The prime minister said the reformed rental laws were approved by the cabinet after a long consultation period.
This initiative ensures security, prevents record tampering, and ensures only authorized persons can access the records, said Muscat. Additionally, the distributed ledger prevents the possibility of there being contracts in place for which there is no record.
“We will now be showing people the added value of this technology through applying it to something which they will use in their daily lives,” he said. “This shows how the digital transformation will affect their lives.”
Malta – also known as “blockchain island” – first made moves into the world of cryptocurrencies in July 2018, when they released a relaxed regulatory framework favorable to distributed ledger technologies. Electronic money, financial instruments, virtual tokens, and virtual financial assets were granted a path to legitimacy. By March of that year, Malta’s lawyers were reportedly tokenizing themselves.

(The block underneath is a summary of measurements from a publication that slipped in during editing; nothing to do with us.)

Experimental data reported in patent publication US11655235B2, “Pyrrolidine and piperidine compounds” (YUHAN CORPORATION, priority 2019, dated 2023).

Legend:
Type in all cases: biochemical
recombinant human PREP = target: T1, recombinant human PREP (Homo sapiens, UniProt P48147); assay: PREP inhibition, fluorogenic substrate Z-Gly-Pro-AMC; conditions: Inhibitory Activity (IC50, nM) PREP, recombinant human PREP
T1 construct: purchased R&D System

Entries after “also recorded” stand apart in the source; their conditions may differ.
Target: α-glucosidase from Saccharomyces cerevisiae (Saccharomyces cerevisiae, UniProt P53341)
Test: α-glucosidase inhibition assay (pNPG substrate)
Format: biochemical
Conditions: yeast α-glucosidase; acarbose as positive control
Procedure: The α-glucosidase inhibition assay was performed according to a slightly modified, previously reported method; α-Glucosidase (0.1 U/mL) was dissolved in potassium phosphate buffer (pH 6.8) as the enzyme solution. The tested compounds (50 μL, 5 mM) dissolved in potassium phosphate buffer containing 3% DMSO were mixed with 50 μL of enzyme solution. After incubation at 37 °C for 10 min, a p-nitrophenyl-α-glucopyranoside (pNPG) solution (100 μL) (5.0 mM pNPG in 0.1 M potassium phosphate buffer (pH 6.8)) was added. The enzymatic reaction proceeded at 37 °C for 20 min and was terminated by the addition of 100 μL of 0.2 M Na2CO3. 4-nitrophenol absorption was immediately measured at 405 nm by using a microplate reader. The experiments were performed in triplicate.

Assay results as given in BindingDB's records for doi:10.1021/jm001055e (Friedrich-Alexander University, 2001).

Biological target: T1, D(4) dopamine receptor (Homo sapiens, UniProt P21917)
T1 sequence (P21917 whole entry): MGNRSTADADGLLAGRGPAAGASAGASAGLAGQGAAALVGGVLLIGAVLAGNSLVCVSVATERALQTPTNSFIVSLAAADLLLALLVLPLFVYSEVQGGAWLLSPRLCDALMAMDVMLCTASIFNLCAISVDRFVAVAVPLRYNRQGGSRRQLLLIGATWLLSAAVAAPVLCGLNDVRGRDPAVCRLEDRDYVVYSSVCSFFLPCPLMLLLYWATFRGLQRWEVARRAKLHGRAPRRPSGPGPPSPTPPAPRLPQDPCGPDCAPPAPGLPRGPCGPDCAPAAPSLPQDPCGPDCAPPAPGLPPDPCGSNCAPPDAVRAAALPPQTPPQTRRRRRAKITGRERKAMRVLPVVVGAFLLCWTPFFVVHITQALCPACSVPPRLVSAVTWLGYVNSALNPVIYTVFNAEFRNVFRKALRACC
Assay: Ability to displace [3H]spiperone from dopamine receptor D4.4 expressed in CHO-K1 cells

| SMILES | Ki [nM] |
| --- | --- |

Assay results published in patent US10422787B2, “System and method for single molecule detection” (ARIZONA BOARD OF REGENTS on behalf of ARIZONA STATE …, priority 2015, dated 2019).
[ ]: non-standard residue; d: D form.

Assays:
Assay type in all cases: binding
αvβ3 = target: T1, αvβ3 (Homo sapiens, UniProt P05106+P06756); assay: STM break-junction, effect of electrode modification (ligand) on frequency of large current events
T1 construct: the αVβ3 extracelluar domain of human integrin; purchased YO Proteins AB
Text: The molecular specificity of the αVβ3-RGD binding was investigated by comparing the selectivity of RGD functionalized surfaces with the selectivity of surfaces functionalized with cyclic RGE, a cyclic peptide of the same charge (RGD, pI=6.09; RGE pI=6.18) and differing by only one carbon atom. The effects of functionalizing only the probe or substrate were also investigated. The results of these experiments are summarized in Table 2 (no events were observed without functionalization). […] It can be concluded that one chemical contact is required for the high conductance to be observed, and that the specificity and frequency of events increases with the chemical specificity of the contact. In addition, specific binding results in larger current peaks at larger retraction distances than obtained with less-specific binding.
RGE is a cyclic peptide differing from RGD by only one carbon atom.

A tolerant regulatory environment, educated workforce, and E.U. membership all contribute to Malta becoming a burgeoning hub of blockchain experimentation.
The government will reveal the full details of the proposed rent reform in the coming days.